Third, many studies of non-pharmacological interventions are troubled by rather high numbers of patients who are lost to follow-up. For example, a recent review showed a great variability in attrition rates, between 10% up to 80% in studies on vocal rehabilitation . These high attrition rates introduce bias to the results of any study. We should point out that loss to follow-up is a problem for any study design, and RCTs actually perform reasonably well here by comparison to other clinical studies.
Finally, after successfully completing an RCT, it often proves difficult to implement new interventions into everyday clinical practice. In fact, also replication of study results is difficult, where initial stronger results as well as contradictions are reported . This issue is potentially particularly vexing for non-pharmacological interventions, which in the clinical trial setting are administered typically by well-trained and highly motivated personnel (‘selection bias of therapists’). It is possible that the positive experiences with, e.g., dance therapy are explained at least in part by the enthusiasm and dedication of the dance trainers in those studies . It is not necessarily feasible to engage similarly motivated and equally skilled personnel to now deliver these interventions in daily practice outside the original study centers, and this may have a detrimental effect on the therapy being administered.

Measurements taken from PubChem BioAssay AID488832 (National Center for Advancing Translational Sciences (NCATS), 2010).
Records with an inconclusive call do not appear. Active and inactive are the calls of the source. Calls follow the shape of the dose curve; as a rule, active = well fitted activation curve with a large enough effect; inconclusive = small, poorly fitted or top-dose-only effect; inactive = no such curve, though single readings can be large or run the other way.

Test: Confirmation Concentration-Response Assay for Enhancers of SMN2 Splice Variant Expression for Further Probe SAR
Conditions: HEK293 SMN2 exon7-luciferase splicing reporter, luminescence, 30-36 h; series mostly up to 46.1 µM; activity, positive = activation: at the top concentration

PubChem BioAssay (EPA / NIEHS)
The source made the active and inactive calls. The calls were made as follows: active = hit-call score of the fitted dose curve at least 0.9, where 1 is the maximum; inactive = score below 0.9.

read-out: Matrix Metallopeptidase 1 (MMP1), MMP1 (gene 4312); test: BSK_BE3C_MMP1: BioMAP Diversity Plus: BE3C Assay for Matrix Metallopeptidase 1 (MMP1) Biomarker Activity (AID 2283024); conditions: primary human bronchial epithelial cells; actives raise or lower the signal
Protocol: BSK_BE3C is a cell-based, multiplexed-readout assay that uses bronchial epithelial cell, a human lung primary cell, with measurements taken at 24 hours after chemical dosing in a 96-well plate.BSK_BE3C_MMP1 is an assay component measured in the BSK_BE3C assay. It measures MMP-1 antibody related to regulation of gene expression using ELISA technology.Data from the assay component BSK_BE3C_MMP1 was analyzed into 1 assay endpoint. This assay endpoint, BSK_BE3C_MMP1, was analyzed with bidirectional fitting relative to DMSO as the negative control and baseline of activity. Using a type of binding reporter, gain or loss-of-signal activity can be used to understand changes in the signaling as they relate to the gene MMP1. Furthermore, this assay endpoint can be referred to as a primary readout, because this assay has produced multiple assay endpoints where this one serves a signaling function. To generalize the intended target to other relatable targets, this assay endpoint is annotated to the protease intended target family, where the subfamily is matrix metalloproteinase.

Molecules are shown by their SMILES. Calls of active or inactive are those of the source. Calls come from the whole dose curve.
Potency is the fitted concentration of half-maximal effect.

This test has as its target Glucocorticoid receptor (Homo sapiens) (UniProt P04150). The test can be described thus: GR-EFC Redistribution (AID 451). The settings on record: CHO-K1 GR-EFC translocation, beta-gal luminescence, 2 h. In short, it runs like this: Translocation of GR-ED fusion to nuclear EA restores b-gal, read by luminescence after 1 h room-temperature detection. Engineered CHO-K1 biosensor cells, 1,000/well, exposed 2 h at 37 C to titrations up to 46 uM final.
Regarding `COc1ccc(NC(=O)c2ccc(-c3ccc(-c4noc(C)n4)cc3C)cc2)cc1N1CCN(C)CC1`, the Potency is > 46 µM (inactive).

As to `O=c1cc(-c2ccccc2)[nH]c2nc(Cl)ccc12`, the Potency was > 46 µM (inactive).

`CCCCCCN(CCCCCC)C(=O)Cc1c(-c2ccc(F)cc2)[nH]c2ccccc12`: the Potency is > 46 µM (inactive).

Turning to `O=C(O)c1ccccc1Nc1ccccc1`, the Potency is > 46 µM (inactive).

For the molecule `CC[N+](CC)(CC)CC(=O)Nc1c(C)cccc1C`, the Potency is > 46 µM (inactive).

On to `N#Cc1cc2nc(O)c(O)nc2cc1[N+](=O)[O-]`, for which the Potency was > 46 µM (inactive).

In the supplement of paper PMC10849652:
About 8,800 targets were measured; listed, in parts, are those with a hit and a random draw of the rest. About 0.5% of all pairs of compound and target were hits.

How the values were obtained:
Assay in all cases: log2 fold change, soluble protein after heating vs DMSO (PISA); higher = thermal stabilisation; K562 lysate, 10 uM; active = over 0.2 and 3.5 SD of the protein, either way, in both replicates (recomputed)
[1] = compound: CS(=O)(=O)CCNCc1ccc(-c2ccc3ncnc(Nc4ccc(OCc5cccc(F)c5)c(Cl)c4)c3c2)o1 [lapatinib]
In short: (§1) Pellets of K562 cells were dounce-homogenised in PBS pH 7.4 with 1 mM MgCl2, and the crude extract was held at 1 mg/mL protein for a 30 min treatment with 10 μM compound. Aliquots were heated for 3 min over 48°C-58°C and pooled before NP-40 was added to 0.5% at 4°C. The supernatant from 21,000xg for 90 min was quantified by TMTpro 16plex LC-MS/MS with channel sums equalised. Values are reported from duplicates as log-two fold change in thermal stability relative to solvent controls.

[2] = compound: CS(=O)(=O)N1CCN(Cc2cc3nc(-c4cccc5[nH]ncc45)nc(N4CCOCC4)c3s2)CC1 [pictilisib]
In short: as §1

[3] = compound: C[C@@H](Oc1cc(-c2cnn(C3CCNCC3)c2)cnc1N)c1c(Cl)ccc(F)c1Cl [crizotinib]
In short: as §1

WHAT ANALYSES OF MEDICAL CLAIMS CAN OFFER
Mining medical claims databases, on the other hand, offers a potential solution for at least some of these drawbacks. This includes the opportunity to include very large numbers of patients that can potentially be followed for long periods of time without attrition. Moreover, medical claims data are more likely to reflect healthcare in real-life clinical practice, including access to a much more representative population across all ages, disease severities and co-morbid conditions. By definition, medical claims data contain information about medical expenses, enabling evaluations of cost-effectiveness after a real-life implementation of an intervention, especially when being linked to other databases, for example clinical outcome registries. Studying a medical claims database is also much cheaper than performing a clinical trial, because data collection has already taken place as part of regular healthcare, so only the personnel for data analyses has to be funded . Research has shown that PD patients can be identified reliably in medical claims data using a combination of PD claim factors . Table 1 offers an overview of studies that used medical claims in the field of PD.